Why Louisville's men's team won't be attending the women's NCAA title game

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The women's Louisville Cardinals celebrate making it to the NCAA championship finals.
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The women's Louisville Cardinals celebrate making it to the NCAA championship finals.

The NCAA is taking heat for denying the school's innocent request

Fresh off an NCAA national title win on Monday, Louisville men's basketball coach Rick Pitino will be in the stands tonight when the college's women's team tries to accomplish the same feat. 

His team, however, won't be with him.

That's because the NCAA denied the school's request that the men's team be allowed to fly to New Orleans to cheer on their classmates, saying that would constitute an "improper benefit." NCAA rules forbid players from receiving financial incentives, so neither the school nor Pitino were allowed to foot the bill. 

"They all wanted to go to the women's game," Pitino said, according to The Associated Press. "We asked the NCAA and they said it's illegal. We were going to take the plane and go see them, which is a shame. I guess it's an extra benefit."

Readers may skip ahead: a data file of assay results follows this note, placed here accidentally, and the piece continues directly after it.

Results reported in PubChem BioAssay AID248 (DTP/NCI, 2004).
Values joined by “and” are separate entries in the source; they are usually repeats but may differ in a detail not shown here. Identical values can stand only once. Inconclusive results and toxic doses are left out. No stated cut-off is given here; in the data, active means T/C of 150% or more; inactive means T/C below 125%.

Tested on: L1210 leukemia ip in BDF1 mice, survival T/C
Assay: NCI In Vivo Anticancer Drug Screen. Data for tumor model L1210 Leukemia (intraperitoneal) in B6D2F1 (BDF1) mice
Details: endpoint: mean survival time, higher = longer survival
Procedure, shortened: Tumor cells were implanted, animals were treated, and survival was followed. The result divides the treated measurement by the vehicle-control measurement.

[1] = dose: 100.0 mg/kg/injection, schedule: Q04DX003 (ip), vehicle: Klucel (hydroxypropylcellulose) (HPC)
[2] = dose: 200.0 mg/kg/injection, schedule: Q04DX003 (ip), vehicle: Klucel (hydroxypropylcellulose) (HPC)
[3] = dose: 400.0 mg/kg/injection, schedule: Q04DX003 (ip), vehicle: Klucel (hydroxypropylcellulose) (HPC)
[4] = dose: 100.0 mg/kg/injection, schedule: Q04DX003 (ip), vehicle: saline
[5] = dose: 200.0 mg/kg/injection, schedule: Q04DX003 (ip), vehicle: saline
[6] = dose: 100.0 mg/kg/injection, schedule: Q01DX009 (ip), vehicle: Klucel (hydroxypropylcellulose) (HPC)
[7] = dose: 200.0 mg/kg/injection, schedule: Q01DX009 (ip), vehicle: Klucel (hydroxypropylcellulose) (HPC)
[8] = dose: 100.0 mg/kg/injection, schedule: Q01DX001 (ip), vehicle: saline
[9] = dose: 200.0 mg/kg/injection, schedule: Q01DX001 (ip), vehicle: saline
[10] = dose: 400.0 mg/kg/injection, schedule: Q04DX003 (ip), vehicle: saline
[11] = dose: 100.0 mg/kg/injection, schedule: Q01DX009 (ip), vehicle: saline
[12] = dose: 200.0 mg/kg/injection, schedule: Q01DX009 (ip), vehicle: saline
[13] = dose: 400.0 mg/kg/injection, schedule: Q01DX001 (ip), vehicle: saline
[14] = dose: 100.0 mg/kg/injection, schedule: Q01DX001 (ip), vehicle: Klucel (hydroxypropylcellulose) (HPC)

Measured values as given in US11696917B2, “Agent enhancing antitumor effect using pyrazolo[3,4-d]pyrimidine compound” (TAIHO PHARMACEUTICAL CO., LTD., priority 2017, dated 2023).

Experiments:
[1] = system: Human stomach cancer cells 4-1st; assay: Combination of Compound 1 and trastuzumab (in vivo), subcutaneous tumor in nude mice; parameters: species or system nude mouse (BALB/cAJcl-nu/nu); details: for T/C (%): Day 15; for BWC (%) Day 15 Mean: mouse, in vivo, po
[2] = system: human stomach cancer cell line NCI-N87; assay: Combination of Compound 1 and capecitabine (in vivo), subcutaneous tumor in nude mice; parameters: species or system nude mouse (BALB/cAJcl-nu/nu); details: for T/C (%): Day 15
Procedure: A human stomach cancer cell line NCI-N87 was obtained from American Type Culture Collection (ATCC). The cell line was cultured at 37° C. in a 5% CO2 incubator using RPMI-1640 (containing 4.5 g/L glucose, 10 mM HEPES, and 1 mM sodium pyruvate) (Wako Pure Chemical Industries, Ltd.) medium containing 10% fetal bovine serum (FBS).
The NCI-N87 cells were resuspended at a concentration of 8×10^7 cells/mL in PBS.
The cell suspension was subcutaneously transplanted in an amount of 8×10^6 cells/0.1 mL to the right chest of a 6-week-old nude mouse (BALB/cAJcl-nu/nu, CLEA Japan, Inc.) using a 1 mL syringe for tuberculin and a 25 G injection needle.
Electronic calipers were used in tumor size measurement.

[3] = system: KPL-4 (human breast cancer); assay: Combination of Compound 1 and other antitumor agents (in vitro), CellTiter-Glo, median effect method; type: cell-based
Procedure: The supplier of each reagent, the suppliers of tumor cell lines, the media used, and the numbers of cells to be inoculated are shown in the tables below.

The NCAA reversed course Tuesday morning, saying it had ultimately granted a waiver that would allow the men to travel to New Orleans. But the waiver came too late, since the college had already made plans for the men's team to return to campus early this afternoon. 

The women's team could make history tonight with a win over perennial powerhouse UConn. Only once in NCAA history has a school won both the men's and women's hoops titles in the same season.

That team? The 2004 UConn Huskies.

That the NCAA prevented the men's team from being on hand to watch a potentially historic game drew intense criticism.  

"It's silly that the NCAA couldn't have been flexible in the moment on Monday night and approved the request as Louisville celebrated its big win over Michigan at the Georgia Dome," says Yahoo Sports' Kevin Kaduk. "After all, these guys have flown around the country playing for free all season long, the least the ruling body could have done is let them enjoy their wild ride for 24 more hours while also supporting the journey of the women's team." 

Others say the NCAA not only did a disservice to Louisville, but to its own reputation as well. The NCAA has been battered by scandals — including one of its own making involving the University of Miami Hurricanes — and it made itself look worse by "robbing the world of a display of camaraderie" on the national stage, says Rant Sports' Jack Jorgensen. 

"We live in a world where, seemingly every week nowadays, we're treated to an example of everything that is wrong with college athletics," Jorgensen writes. "This ruling is a missed opportunity to change the bad perception, even if only for one night."

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